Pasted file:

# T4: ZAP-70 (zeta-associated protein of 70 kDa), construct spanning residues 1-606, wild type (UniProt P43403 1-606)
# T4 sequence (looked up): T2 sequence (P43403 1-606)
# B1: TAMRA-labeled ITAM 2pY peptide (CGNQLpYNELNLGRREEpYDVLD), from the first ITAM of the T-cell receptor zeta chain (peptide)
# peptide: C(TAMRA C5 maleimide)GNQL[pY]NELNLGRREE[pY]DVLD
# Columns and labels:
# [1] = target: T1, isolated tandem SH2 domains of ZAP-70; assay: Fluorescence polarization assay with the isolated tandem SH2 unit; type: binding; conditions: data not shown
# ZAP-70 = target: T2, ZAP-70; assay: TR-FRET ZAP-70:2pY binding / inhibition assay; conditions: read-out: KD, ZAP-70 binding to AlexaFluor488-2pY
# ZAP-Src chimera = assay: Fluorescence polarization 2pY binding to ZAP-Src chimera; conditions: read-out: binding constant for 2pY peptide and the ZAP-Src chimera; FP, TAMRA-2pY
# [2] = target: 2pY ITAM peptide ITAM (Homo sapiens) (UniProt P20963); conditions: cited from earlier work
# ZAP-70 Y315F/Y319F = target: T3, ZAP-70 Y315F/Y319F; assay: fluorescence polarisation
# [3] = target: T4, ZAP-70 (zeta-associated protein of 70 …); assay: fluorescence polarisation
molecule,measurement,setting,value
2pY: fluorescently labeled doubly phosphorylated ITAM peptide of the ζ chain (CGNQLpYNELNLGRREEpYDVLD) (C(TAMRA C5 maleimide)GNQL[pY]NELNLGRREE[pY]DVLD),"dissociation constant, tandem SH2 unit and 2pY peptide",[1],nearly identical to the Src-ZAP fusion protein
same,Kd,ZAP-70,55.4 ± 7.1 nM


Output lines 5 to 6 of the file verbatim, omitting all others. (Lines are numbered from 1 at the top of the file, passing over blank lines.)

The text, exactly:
# Columns and labels:
# [1] = target: T1, isolated tandem SH2 domains of ZAP-70; assay: Fluorescence polarization assay with the isolated tandem SH2 unit; type: binding; conditions: data not shown